CORNWALL, Ontario – As a part of their capital projects budget presentation to Cornwall City Council, the Recreation Department disclosed that it was seeking significant grant funding from the province and federal government for the Arts and Culture Centre.
Cornwall purchased 159 Pitt St., the former Bank of Montreal, in 2018 to serve as the site of the future Arts and Culture Centre.
The site was purchased for over $400,000 with a further $4 million to $6 million to remodel the building to fit its purpose as an art centre.
To help foot that bill, the local arts community pledged to raise $1 million for the project.
To date, the arts community has raised over $600,000.
Jamie Fawthrop, Division Manager for Parks and Recreation told Council that they had completed an Investing in Canada Infrastructure Program (ICIP) which would see the provincial and federal governments pay 33.3 per cent and 40 per cent of the project respectively.
With community donations in the amount of $1 million, the City of Cornwall would finance the remaining $300,000, if the total cost of the project is indeed $6 million.
Fawthrop explained that the City would be developing a business plan for the site and hiring an architect to create renderings of the finished building, hopefully before the end of the summer.
Councillor Dean Hollingsworth was skeptical of the project.
“So you are asking Council to commit to $5 million of financing without knowing the operating costs or the design of the building,” he said. Hollingsworth went on to indicate that he would not be in favour of the Arts Centre as it is planned now.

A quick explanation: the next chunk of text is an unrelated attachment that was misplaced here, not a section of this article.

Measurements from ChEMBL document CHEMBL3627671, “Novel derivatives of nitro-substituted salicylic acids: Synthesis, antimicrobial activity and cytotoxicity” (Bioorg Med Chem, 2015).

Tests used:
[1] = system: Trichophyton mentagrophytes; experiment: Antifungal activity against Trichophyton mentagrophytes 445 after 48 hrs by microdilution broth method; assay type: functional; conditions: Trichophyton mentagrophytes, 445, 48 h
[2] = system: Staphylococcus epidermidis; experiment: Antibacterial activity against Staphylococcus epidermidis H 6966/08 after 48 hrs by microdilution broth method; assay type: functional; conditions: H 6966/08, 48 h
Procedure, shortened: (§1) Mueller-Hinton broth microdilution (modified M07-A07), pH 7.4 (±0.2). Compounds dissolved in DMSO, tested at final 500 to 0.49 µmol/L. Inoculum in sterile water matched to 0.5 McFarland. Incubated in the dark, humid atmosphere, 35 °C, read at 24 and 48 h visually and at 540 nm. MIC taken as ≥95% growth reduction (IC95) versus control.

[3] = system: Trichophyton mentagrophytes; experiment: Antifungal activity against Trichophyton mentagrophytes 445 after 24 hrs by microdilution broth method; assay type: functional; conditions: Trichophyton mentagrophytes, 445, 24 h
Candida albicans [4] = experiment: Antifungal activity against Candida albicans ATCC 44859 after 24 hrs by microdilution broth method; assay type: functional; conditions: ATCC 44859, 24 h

Councillor Eric Bergeron also expressed his skepticism of financing a project that did not have a design or business plan, but Councillor Claude McIntosh countered that it was too late to back up now.
“It’s a go. It’s a little hard to back out of it now. We’ve jumped out of the airplane,” McIntosh said
Councillor Todd Bennett said that having an Arts and Culture Centre for Cornwall was something that the city had been moving towards for a long time and that standing against the project would be a serious political error.
“If anyone had read any reports on arts and culture on dollars that they bring in a community would be making a serious mistake in voting to cancel this and that would be a horrible mistake in a young political career,” Bennett said.
Fawthrop confirmed that no money would be budgeted for the Arts Centre for 2020 and that money set aside in a previous year’s budget would be used to hire the architect.